4. What should you write about? If you have been thinking about becoming a writer for a while, you may already know what you want to write. If not, a good place to start your venture is with writing what you like to read. Love vampire stories? Try writing one. Enjoy pirate adventures, same thing. If you want to stand out with your writing, try a mash-up of both genres – Dangerous Rogue Vampires of the Seven Seas! What you write is up to you. One thing you may come to discover, as many authors have, is that what you read is not necessarily what you want to write, or perhaps, not what you are good at writing. You might read historical romance novels but prefer writing Young Adult (YA) fantasy novels.

I like this quote from Sylvia Plath:

“And by the way, everything in life is writable about if you have the outgoing guts to do it, and the imagination to improvise. The worst enemy to creativity is self-doubt.”

Sylvia Plath

The only way to know is to begin. But remember this one tip, writing becomes more difficult as you go along, but do not be discouraged or think this means you are not good at it. A story gets hard for every writer, at some point, even for the most seasoned. The difference between writers and published authors who write, is their ability to stick to it to the end. This means you must write out (or ride out) the first draft, from beginning to end of story, no matter how hard or how terrible you believe it may be. You will hear this phrase over and over from a million writers around the world: Every first draft is crap. It is nothing more than the writer telling the story to themself. It is in the editing process that the real story and characters are molded and perfected. So, do not expect perfection in your first draft – because that is the place where many writers die (metaphorically speaking). Perfection comes from honing your skill and story through a cycle of editing and revisions. On to the next point!

5. According to some author’s writer’s block is a myth, a fictional tale told by writers who are lazy and want an excuse for not writing. In truth, writers block can be very real. If you are new to writing, you may not understand what the term means. Writer’s block is when the cogs of the machine (the writer’s creative brain) come to a screeching halt. Let’s say you have written several pages of a story and suddenly the well runs dry. You try to pick up where you left off and continue the story, but nothing is coming. You have hit a big, blank, granite wall, as high as it is wide. Too tall and slick to climb and no visible way around it. You try punching your way through it, pounding your head against it. It appears impenetrable. You may believe to have succumbed to the dreaded kryptonite of writer’s, the legendary writer’s block.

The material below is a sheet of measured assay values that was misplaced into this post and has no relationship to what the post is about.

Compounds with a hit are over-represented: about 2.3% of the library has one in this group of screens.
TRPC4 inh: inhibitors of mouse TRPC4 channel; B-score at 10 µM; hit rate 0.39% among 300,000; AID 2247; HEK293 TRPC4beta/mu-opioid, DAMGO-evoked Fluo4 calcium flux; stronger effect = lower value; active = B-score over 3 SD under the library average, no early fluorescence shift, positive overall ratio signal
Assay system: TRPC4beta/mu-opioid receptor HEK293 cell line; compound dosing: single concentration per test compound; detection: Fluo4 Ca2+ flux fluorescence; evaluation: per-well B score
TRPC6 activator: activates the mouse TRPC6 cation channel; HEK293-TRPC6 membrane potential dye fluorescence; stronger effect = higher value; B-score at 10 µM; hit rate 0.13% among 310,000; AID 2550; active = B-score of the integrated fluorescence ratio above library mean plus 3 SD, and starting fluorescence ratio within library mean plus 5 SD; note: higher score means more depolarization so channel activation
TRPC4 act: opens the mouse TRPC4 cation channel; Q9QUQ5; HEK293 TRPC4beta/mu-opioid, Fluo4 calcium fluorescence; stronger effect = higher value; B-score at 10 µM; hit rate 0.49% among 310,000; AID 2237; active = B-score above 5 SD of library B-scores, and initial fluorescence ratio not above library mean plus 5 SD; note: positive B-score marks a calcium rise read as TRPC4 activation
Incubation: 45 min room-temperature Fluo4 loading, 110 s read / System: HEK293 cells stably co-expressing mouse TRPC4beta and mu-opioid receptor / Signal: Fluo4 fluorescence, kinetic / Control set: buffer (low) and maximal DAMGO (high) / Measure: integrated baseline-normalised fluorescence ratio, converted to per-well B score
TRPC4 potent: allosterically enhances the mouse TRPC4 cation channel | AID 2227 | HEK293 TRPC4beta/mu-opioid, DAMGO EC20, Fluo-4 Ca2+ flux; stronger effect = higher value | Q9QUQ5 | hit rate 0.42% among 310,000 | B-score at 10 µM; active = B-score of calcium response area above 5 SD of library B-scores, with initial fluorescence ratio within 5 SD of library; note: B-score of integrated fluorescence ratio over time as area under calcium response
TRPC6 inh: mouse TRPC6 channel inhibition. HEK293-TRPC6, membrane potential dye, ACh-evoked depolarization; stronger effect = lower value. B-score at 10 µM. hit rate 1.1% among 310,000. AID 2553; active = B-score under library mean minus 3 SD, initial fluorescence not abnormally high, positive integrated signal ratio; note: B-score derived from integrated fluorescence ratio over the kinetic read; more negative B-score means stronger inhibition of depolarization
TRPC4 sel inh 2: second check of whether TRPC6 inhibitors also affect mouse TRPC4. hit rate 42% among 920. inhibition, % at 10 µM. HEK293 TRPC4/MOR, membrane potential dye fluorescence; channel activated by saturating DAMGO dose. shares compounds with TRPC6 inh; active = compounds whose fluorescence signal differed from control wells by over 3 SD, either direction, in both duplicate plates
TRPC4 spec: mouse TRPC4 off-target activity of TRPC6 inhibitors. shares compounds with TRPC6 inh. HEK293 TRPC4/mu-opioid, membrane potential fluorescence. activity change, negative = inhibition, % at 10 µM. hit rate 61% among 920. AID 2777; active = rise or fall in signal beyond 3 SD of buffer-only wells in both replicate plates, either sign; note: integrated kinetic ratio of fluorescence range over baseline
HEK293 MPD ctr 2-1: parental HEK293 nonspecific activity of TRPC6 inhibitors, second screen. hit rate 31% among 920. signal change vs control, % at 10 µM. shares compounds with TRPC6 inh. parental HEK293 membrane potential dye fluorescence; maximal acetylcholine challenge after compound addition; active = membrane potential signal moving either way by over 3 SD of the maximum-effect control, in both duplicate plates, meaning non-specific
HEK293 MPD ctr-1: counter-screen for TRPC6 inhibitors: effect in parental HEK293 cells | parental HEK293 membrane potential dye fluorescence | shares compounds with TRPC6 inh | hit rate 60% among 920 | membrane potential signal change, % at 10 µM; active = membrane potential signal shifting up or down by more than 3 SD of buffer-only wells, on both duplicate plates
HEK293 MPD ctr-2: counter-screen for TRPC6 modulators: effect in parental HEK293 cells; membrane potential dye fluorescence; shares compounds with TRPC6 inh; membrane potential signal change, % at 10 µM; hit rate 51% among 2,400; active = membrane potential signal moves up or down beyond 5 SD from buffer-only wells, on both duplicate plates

The problem comes from one of two things: a) something psychological is holding you back. Stress, exhaustion, or distraction have overwhelmed your creativity. You need to step back (briefly – perhaps a day or so) and handle things exterior to your writing life). Take care of work, chores, the kids, spouse and yourself – bring back peace to your external world. Sometimes, while taking care of the external – you will find the internal creative world sparking up while you are engaged in other things.

Or your problem could be b) story fizzle. Something has gone wrong in the story telling process and now you feel stuck, with no handsome, white hat ideas galloping in to save you. Should you give up? Hit delete and close the laptop? Never! You will need to examine your story. Although I do not usually recommend editing your work when you are initially writing the story, this is one time that you will need to do so in order to pick up the baton and start running again. I recommend you read through you story thus far and see if you can self-identify where the story seems to dry up.

Once you have found it, think about what can be changed to breathe new life into it. Could be the story started to go left when a better choice was right. Try plotting out (planning) what points/events need to occur in the story and make sure it is your main character (MC) that is the driving force. Sometimes, stories start falling flat when the MC is not strong enough (i.e., they become reactive to the plot rather than actively making decisions and driving the story forward). Remember story is really about characters. But that is another blog.

Remember the only thing necessary for you to become a writer is your will to take the bull by the horns and just do it! Start walking the walk.

I hope you found some of this information helpful. If so, give it a like and I may be inspired to write more along these lines.

That is all for now. Take care of yourself and write on!

Joan♥